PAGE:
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Latest post on the IT Governance, Risk & Compliance blog:

Why IT Compliance Makes Good Business Sense
from Oliver Wehling on 21.04.2016, 14:17

Being an IT auditor, I am often confronted with the allegedly "high cost of IT compliance". People find countless reasons why laws and regulations are incompatible with the real world, are way to costly, and do not provide noticeable benefits for the organization. Consequently, IT organizations complain that they cannot keep up with the pace of recent statutory and regulatory developments due to the high costs a ... Read more

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Why IT Compliance Makes Good Business Sense
Oliver Wehling on 21.04.2016, 14:17

Being an IT auditor, I am often confronted with the allegedly "high cost of IT compliance". People find countless reasons why laws and regulations are incompatible with the real world, are way to costly, and do not provide noticeable benefits for the organization. Consequently, IT organizations complain that they cannot keep up with the pace of recent statutory and regulatory developments due to the high costs and rather need to focus on the cost effectiveness of their IT.

Contrary to this train of thought, I would argue that it makes good business sense to promote and foster a good IT compliance environment. That the benefits outweigh the cost. That it helps to focus the IT efforts. And that it can even enhance the IT organization's flexibility and transformation speed.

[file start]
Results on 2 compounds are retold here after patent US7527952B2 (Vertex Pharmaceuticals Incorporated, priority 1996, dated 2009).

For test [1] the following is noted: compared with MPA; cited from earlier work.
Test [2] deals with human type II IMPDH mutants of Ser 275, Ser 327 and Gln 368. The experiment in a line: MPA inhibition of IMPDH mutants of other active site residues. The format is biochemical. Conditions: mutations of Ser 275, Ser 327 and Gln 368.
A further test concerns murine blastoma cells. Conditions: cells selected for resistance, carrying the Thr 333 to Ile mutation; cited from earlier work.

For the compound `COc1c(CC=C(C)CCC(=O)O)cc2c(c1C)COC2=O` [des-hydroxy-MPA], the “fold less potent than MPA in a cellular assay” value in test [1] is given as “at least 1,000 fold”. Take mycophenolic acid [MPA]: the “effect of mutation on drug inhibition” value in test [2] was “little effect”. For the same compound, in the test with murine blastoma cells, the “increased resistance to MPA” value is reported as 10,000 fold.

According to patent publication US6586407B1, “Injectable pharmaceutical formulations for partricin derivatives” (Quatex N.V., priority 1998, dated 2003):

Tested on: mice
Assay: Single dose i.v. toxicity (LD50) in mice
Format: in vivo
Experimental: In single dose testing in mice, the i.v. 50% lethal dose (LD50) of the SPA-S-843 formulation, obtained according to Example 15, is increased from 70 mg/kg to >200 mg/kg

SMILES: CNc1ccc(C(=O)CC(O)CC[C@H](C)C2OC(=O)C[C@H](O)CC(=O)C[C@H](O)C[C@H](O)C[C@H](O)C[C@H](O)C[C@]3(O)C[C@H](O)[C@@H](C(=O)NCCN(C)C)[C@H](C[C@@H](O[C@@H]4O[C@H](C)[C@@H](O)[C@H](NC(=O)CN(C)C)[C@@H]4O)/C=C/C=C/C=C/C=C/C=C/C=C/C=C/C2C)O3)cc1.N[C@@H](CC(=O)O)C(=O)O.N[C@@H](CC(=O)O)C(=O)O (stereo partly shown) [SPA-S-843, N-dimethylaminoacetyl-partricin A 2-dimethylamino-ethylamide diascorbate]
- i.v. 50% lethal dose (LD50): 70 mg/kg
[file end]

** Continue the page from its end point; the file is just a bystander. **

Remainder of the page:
• A good IT compliance organization adds to good IT governance. From clear-cut responsibilities over well-defined IT processes all the way to the safe and sound operation of the IT assets, they all increase the IT management's oversight and control. Without these, the IT management will have a hard time allocating the IT resources efficiently. The enforcement of the IT strategies and policies will be even harder. A strong governance structure, however, saves money as decision making and enforcement becomes much more effective.
  • A good IT compliance organization requires robust structures for identifying, analyzing, and adopting changes of the environment. From a compliance standpoint this is necessary to ensure the effective identification of new or changed laws and regulations in order to avoid any non-compliances. The less developed the compliance culture is, the more cumbersome and, thus, costly is the adoption of laws and regulations. At the same time, these compliance (change) processes can be used as a cost-efficient and effective catalyzer of changes of the business/IT strategies, markets, technologies, and best practices.
  • A good IT compliance organization does not only consider external requirements, such as laws and regulations. It also considers the organization's own goals and (business) requirements, such as strategies and policies. Thus, the compliance framework is a tool for the IT management to introduce, implement, and enforce the organizations very own goals. And it also features tools to measure any deviations from these goals. Without these tools, the IT management will have to put a lot more resources in the above management processes and will be much less likely to stay in control.